The “30’s” are still a flourishing class with new boats very occasionally being built in Scandinavia and in Bodenzee (Lake Constance). Two Knud Reimers designs of the 1940’s are produced in GRP, and for the well-heeled lovers of true beauty, several cold moulded hulls have been built over the past two decades.

The history of Gluckauf (her original name) has not been easy to trace. At least 4 yachts of this name were built which suggests that her original owner was a “30’s” fanatic. She was based in Flensberg in the 1970’s as ‘Diana’ before being renamed ‘Kuky’ and sheathed in yellow GRP sometime prior to 1993 when her previous German owners acquired her. At that time she had been re-decked but photographs show her being transported by tractor on an ancient trailer with much of her centre structure missing and with her lead keel strapped down beside her! Unlike so many yachts of her type, Gluckauf has no iron frames or floors (and no associated galvanic action!). The original owner was a mine owner – Gluckauf although there is no exact translation was a term of greeting exchanged by opposite shifts at the pit head – ‘Good Luck on your shift – hope you come up again. (quite appropriate really!)’

The previous owners began restoration in March 1994. From a detailed photographic record of the restoration the GRP sheath was removed, the hull splined, the centre structure rebuilt, keel refitted and a replacement rudder made. She was re-launched in Bodenzee in August 1996 and now races with a modern rig.

Gluckauf was bought by the present owners in the Spring of 2002 and was trailed back from Germany behind a Land Rover Discovery. At about 2.5 tonnes displacement she can be towed legally using an over-run braked trailer which is a great practical advantage although negotiating country lanes with a 38’ load has it’s moments!

Gluckauf possibly got her first taste of the open sea in 2002 and she obviously enjoys it. She is a delight to sail, being very responsive and with deeper bow sections and narrower counter is less prone to slamming than a Dragon. She is, however, still a sailing submarine and snorkel and goggles are advised, particularly if you are nominated foredeck hand!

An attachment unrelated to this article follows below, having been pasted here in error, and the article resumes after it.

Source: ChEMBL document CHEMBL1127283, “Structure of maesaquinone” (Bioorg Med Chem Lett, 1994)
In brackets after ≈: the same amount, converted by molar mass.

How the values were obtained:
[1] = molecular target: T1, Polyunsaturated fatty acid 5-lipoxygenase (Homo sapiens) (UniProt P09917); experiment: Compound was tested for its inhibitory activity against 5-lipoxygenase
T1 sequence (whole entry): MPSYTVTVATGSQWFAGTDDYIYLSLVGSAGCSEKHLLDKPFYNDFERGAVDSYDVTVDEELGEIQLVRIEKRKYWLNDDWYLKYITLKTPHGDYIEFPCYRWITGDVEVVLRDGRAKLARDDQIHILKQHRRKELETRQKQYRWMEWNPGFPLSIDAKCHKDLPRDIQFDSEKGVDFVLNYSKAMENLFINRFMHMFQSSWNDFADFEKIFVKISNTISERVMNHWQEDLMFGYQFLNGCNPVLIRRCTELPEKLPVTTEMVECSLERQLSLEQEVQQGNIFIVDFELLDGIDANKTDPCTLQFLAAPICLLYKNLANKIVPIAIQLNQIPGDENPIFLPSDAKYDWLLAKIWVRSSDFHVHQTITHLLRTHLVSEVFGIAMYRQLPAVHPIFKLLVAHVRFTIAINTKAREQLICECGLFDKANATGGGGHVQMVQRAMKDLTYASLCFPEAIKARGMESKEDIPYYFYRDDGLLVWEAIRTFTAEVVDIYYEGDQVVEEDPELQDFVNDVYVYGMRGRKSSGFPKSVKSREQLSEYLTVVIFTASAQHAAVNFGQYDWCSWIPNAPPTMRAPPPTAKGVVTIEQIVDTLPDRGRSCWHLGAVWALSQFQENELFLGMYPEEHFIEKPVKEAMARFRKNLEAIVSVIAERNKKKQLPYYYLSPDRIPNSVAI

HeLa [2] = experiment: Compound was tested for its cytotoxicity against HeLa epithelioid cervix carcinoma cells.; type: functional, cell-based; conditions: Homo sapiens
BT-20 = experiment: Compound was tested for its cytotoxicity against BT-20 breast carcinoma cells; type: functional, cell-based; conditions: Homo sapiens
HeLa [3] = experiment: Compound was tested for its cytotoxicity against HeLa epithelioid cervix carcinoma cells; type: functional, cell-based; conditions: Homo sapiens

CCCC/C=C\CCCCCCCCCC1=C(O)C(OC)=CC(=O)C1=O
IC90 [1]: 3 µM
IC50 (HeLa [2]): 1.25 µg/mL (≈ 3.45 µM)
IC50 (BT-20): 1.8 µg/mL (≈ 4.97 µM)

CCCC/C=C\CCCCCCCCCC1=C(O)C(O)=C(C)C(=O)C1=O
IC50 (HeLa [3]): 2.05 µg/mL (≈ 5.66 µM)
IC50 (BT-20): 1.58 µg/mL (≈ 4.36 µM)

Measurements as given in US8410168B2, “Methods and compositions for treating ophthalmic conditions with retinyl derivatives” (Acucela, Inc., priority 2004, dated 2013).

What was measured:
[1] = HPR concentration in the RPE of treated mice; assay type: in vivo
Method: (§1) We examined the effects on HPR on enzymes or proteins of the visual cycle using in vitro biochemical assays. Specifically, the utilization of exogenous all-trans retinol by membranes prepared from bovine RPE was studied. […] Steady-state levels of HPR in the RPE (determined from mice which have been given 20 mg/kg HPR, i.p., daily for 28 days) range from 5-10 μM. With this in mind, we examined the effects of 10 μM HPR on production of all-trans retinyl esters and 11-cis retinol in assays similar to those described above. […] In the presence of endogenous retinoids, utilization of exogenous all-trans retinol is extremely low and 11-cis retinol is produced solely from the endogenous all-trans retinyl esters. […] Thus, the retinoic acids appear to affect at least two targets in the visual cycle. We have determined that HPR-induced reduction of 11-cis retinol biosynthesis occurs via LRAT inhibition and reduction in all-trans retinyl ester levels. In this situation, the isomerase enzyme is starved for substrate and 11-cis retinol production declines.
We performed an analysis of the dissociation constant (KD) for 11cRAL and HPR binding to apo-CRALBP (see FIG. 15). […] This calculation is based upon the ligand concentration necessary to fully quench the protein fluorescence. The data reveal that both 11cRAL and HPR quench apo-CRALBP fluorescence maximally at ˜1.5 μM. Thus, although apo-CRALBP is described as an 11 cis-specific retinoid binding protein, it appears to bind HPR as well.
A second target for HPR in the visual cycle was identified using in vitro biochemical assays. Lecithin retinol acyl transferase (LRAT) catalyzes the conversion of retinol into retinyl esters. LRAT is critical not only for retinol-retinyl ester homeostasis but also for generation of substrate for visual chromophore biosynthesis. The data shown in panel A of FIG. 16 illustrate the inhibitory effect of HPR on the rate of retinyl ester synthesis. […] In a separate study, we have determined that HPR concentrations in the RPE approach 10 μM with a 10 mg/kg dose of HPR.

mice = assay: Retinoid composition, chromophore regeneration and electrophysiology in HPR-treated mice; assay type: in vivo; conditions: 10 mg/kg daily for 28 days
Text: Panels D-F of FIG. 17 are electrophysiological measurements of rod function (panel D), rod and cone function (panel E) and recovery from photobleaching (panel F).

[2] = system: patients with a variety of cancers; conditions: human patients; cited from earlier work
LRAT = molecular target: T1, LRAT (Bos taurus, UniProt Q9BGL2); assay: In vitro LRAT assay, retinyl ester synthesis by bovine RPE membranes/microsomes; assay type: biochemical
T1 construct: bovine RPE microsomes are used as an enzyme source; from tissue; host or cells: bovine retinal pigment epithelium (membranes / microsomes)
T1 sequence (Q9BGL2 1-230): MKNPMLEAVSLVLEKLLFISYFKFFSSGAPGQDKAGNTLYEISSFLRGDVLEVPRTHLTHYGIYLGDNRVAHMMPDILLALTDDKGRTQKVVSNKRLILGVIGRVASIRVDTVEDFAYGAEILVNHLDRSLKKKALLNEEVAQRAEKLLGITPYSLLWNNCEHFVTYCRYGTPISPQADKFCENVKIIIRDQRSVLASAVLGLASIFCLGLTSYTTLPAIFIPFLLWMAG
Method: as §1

Each alternative year 30 squares congregate together for the “European Championships” – the Europa Cup. We took Gluckauf back to Bodensee in 2006 and enjoyed the event tremendously – 2008 is the centenary year of the square metre rule and the Europa Cup is hosted by the Royal Swedish Sailing Club in Stockholm in August……….. Guess who will be there!

 

 

Yacht Description

Owner:

Andy & Eri King

Designer:

Rasmussen

Class:

International 30 Sq M

Year Designed:

1929

Year Built:

1929

Builder:

Abeking & Rasmussen



LOA:

11.78 m

xx ft

LOD:

11.78 m

xx ft

Beam:

1.96 m

xx ft

Draft:

1.65 m

xx ft

LWL:

7.65 m

xx ft

LOD/LWL Ratio:

-

Displacement:

2.5 tonnes

Thames Measurement:

-

Hull Material:

Wood

Hull Construction:

Carvel

Hull Frames:

Grown and Laminated

Rudder:

Keel Hung

Sail Material:

Laminate

Deck & Superstructure:

Laid Deck

Superstructure Profile:

Coach Roof

Interior:

Stripped Racing Boat

Steering:

Tiller

Transom:

Aft Sloping Counter Stern

Rig:

Sloop

Engine Make:

-

Engine HP:

-

Engine Mounted:

-

Propeller:

-

Propeller Blades:

-

Mast Material:

Aluminium

Mast Configuration:

2 spreaders

Keel Configuration:

Long

Keel Material:

Lead